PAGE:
0 Likes

One of the Oldest Residence in Existence in Japan
Japan

This is one of the oldest residence in Japan which was built in 16th century.

Surprisingly, until 40 years ago, a family lived in this house.

This is a typical farmer's house of the middle age that has a space for a horse. In Japan, people lived with their horses in the same building.

The wall is made of clay and the roof is built of thatch.

Copyright: Kengo Shimizu
Typ: Spherical
Upplösning: 10000x5000
Uppladdad: 17/02/2012
Uppdaterad: 25/04/2014
Visningar:

...


Tags: japan; residence
comments powered by Disqus

Kengo Shimizu
Earth Floor of the Oldest Japanese Residence
Kengo Shimizu
Living Room of the Oldest Japanese Residence
Kengo Shimizu
1000-Year-Old Japanese Wisteria
Kengo Shimizu
View from the Top of Mt.Myojin
Kengo Shimizu
View from the Lookout on Mt.Kunimiyama
Kengo Shimizu
Lookout on Mt.Kunimiyama
Kengo Shimizu
Living Room of an 18th Century Japanese Residence
Kengo Shimizu
Entrance of an 18th Century Japanese Residence
Kengo Shimizu
Kitchen of an 18th Century Japanese Residence
Kengo Shimizu
Nagusa Waterfall
Kengo Shimizu
Nagusa Shrine
Kengo Shimizu
View from Mt. Gyoseizan
Simona Bartolomei
Inside The Central Market
D.Tulga
Buddha Garden
Claudio Lanconelli
Crypt of the parish of S.Pietro in Sylvis
Bob Greytak
Ghost Town
Anthony Mann
After the Lone Pine Canyon Fire, Wrightwood, CA, USA
Daniel Oi
Gallery of Modern Art, Glasgow
Michael Zander
Hamburg Alte Post - Neuer Wall - Alsterhaus
Vasily Kumaev & Andrew Mishin
Kaluga. Church 17 th. Interior (2009)
Anthony Mann
Angeles Crest Highway, Southern California, USA
Claudio Lanconelli
Archivio storico del Comune di Modigliana
Daniel Oi
Buchanan Street, Glasgow
Ralph G. Roeske
200911221357 Hoher Sarstein 1975m Dachstein Alpen
Kengo Shimizu
Dam of Okawachi Pumped-Storage Hydroelectric Power Station
Kengo Shimizu
View from Observation Deck above Himeji Monorail Station
Kengo Shimizu
Rokko Shidare Observatory
Kengo Shimizu
Interior of Semba Hontokuji Temple
Kengo Shimizu
Semba Hontokuji Temple
Kengo Shimizu
Underground Command Post of Uzurano Naval Air Squadron in World War 2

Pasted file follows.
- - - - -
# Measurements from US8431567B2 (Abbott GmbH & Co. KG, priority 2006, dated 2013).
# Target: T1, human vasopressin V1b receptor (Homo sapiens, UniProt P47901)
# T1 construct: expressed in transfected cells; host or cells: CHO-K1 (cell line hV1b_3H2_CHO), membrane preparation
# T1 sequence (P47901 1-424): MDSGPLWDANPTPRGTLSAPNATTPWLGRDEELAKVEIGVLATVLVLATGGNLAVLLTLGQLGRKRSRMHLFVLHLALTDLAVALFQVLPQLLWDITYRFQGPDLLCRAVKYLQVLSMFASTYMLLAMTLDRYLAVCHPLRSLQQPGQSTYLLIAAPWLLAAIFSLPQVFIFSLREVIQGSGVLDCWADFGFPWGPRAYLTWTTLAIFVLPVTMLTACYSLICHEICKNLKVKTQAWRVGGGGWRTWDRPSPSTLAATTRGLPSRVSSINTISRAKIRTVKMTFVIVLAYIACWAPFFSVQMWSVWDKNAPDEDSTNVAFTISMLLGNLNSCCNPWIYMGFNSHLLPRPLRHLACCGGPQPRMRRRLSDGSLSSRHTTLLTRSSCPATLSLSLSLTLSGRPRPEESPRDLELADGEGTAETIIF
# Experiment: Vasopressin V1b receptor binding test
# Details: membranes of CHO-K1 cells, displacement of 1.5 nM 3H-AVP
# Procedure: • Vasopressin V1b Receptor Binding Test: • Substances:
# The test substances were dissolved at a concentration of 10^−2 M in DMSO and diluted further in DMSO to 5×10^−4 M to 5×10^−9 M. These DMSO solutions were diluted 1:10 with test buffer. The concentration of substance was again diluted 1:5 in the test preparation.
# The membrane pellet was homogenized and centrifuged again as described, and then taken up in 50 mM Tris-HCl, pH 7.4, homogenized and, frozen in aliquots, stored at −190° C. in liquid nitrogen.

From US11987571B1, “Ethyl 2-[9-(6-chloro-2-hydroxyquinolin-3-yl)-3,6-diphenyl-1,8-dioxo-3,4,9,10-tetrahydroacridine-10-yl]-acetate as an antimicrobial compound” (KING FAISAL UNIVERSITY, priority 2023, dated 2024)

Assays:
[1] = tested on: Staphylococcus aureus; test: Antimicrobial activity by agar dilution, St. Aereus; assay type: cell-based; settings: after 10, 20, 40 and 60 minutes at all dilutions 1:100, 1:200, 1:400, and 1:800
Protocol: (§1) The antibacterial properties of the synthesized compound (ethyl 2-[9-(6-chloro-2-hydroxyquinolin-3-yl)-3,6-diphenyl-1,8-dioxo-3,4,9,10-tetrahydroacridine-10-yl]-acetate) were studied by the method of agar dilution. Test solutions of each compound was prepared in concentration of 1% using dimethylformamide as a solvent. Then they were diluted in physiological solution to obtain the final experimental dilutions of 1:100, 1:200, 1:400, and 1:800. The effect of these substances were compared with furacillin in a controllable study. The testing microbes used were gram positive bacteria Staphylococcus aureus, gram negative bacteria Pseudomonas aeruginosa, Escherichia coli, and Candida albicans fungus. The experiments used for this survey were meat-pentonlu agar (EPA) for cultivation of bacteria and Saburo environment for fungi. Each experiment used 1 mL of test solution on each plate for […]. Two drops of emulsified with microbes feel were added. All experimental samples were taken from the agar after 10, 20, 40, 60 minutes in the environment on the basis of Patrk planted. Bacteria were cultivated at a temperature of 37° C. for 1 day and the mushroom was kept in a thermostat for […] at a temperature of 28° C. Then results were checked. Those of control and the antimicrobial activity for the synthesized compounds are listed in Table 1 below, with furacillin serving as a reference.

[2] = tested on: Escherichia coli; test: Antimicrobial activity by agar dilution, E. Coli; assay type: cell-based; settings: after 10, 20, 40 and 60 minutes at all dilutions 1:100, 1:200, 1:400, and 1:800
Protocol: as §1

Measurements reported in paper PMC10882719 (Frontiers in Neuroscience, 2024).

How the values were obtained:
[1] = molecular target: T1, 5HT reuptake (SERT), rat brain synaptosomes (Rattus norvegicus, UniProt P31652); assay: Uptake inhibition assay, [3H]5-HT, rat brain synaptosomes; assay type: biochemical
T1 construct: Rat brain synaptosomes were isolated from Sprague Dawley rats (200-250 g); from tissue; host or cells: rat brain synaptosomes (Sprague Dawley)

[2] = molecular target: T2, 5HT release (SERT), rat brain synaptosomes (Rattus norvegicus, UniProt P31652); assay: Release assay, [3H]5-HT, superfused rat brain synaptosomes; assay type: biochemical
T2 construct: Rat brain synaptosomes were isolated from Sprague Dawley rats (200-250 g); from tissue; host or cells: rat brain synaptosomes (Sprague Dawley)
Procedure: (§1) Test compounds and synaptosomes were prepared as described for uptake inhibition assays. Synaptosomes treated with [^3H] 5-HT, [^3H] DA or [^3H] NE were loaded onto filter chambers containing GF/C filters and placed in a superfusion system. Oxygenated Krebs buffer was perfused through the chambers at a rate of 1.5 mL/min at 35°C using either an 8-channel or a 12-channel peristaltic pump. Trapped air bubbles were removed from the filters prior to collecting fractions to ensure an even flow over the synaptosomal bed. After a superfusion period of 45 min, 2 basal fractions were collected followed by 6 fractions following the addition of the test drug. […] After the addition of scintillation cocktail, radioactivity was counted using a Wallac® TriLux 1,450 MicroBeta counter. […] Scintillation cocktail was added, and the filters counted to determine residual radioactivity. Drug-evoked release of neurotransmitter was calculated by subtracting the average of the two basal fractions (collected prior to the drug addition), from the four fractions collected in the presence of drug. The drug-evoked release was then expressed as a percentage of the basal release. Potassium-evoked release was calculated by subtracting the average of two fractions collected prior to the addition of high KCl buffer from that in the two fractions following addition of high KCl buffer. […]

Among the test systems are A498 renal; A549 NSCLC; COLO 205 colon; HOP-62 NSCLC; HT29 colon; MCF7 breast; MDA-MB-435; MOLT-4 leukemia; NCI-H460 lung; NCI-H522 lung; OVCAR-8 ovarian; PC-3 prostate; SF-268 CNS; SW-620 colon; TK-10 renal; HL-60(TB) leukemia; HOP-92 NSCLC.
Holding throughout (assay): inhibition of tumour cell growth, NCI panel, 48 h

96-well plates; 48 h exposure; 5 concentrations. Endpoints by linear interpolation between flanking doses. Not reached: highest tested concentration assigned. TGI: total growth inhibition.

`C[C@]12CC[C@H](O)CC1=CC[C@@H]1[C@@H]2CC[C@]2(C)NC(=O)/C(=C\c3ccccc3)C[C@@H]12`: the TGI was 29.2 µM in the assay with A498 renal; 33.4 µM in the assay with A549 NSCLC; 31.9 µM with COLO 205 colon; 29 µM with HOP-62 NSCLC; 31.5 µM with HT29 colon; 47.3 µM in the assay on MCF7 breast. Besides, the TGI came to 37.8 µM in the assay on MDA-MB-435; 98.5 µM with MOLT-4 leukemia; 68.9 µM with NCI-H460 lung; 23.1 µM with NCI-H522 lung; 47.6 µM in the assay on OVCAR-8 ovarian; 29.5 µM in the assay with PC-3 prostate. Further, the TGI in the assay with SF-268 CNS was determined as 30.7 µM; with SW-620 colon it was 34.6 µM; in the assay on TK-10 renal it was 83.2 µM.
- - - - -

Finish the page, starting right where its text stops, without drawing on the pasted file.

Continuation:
Kengo Shimizu
View from Mt.Tengadaiyama in Aioi
Kengo Shimizu
Living Room of the Oldest Japanese Residence
Kengo Shimizu
View from Mt.Tegara in Himeji, Japan
Kengo Shimizu
Ishi no Hoden a Mystery Object 2
Kengo Shimizu
View from Mt.Hachibuse in Kobe, Japan
Kengo Shimizu
View from the Ruins of Takeda Castle
Mer om Japan

The eight islands of Japan sprang into existence through Divine Intervention.The first two gods who came into existence were Izanagi no Mikoto and Izanami no Mikoto, the Exalted Male and Exalted Female. It was their job to make the land for people to live on.They went to the bridge between heaven and earth and, using a jewel-encrusted halberd, Izanagi and Izanami churned up the sea into a frothy foam. As salty drips of water fell from the tip of the halberd the first island was formed. Its name was Onogoro.So far, so good. But when Izanagi and Izanami first met on their island, Izanami spoke to Isanagi without being spoken to first. Since she was the female, and this was improper, their first union created badly-formed offspring who were sent off into the sea in boats.The next time they met, Izanagi was sure to speak first, ensuring the proper rules were followed, and this time they produced eight children, which became the islands of Japan.I'm sure you did not fail to miss the significance of this myth for the establishment of Japanese formal society.At present, Japan is the financial capital of Asia. It has the second largest economy in the world and the largest metropolitan area (Tokyo.)Technically there are three thousand islands making up the Japanese archipelago. Izanagi and Izanami must have been busy little devils with their jewelled halberd...Japan's culture is highly technical and organized. Everything sparkles and swooshes on silent, miniaturized mechanisms.They're a world leader in robotics, and the Japanese have the longest life-expectancy on earth.Text by Steve Smith.